Decay On Us, by Madison Clark with original composition by Oscar Santos-Carillo, is a beautiful collage of solemn dance and interactions around a dining table, exploring love, support and tragedy in an intimate setting. Like a renaissance painting that has come alive, Decay On Us, invited the audience to bear witness to family dealing with loss and shifting paradigms. Seeing embodied desperation and shifting energies around a dining table really resonated with me as the process of grieving comes in waves and everyone deals with trauma in different ways. The use of orange light also created a kind of urban setting, placing the family, as if under street lights, with no shelter and no place to call home.  

With archive footage of news reports projected on the screen, dancers lining up and geometrically shifting from one corner of the stage to the other and a timeline of events slowly dropping from the ceiling, We Adapt Quickly, felt like an evolutionary journey through media discourse. This piece by Maili Schlosser, with music composition by Cristina Lord; was rooted in major social and historical events, shining a light on how response to tragedy evolves over time, as a result of shifting media, concluding in a memorable line: We Scream, We Shrug and We Forget!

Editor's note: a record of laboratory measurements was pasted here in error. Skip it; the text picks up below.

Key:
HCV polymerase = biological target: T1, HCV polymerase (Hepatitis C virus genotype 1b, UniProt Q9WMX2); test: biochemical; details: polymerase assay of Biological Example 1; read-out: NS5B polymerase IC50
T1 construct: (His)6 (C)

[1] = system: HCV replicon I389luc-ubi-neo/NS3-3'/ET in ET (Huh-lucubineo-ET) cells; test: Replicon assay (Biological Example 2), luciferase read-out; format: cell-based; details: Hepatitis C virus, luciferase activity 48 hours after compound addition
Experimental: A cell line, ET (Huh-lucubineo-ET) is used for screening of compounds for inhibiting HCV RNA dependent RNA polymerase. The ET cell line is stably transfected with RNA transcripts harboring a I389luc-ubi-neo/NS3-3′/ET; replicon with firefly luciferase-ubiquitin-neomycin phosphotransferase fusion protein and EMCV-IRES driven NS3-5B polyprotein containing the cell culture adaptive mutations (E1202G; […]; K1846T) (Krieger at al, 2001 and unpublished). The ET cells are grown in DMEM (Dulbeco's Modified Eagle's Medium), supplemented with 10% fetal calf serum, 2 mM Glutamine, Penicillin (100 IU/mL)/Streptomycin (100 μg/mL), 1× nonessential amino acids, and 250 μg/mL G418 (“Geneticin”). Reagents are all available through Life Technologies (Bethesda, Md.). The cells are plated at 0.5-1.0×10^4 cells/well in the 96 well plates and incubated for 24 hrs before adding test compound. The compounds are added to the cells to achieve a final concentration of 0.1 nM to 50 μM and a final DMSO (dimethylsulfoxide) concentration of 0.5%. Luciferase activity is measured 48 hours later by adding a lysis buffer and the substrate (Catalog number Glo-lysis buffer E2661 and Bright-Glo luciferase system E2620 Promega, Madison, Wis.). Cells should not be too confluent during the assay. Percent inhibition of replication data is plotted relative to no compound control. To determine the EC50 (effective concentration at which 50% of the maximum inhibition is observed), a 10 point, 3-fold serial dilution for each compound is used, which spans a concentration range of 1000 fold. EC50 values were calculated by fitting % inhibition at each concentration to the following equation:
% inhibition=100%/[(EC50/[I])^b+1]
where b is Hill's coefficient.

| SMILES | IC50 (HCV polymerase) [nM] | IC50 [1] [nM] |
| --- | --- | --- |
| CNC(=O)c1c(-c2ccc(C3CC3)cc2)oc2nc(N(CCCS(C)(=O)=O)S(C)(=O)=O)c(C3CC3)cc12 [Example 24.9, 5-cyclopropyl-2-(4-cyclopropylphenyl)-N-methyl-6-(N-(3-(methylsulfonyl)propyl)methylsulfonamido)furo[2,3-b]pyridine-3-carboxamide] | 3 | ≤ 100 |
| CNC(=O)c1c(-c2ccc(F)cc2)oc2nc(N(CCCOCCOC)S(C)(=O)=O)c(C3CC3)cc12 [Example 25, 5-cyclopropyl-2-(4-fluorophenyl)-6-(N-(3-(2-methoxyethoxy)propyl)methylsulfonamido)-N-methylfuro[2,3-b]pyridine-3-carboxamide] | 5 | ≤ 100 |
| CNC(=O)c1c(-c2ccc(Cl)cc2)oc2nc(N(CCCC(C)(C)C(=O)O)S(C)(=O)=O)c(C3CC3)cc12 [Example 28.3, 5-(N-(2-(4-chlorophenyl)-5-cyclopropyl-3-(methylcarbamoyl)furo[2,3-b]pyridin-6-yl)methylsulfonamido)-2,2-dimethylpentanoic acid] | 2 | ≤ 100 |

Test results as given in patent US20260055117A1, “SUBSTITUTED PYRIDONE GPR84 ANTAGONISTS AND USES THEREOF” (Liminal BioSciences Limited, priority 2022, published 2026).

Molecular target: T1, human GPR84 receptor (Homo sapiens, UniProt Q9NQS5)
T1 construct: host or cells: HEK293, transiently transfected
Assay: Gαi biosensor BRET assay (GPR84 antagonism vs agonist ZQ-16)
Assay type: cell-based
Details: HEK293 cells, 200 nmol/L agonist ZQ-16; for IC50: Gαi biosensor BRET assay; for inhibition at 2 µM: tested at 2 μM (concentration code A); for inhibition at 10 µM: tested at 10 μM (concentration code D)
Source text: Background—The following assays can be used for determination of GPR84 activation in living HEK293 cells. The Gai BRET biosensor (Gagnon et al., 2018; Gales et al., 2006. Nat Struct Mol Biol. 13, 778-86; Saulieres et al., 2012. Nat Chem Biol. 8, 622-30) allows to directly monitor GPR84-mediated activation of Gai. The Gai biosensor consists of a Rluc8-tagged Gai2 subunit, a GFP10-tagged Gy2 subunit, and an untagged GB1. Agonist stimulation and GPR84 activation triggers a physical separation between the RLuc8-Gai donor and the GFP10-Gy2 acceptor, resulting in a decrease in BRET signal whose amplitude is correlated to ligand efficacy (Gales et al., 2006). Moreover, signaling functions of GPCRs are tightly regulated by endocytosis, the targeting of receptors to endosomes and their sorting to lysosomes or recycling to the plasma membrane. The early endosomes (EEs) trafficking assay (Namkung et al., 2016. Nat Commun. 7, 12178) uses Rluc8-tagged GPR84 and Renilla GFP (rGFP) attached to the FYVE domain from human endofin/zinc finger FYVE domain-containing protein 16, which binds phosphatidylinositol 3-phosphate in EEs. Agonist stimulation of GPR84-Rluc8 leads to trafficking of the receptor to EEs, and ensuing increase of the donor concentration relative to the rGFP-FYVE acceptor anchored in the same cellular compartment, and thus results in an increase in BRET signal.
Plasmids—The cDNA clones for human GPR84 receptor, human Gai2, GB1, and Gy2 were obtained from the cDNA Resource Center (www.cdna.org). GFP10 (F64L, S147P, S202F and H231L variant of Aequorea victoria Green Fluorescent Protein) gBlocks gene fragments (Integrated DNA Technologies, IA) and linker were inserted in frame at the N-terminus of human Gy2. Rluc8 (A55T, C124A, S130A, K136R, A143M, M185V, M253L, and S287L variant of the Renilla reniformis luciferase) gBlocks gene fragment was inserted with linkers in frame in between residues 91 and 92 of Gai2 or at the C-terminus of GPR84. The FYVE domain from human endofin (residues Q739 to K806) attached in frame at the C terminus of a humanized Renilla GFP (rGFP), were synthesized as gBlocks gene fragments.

Folly, was a playful solo by Faculty Keith Johnson with music by Marcel Grandjany, originally commissioned by Patrick Damon Rago of Loyola Marymount University.  Waves of laughter from the audience, quickly filled the room. Subtle thumbs up and a quick glimpse of unicorn-like horn prop, really tickled the audience. The smirk on dancer, Robert Well's face added to Johnson's exploration of whimsy and romanticism in the life of a man. 

I thoroughly enjoyed Great Expectations due to its combination of spoken word, narrative and the exploration of duality between the front and the back of the stage. Projected on the screen in front of us was a live footage of the backstage. The dancers moved to and from the backstage as directed by the voice of the choreographer (with a lethargic character somewhere in the corner of the backstage, sitting down on the floor, seldom moving and not taking their eyes off their phone). In this piece, Bradford Chin collaborated with composer Zachary Kenefick to explore humor and the absurd in the process and performance. Inviting the audience to witness a dance rehearsal featuring an overly ambitious choreographer (played by Bradford Chin himself) and demotivated dancers, Chin playfully illuminates and satirizes the world of performing arts.  Tech, of course was involved and kept messing up.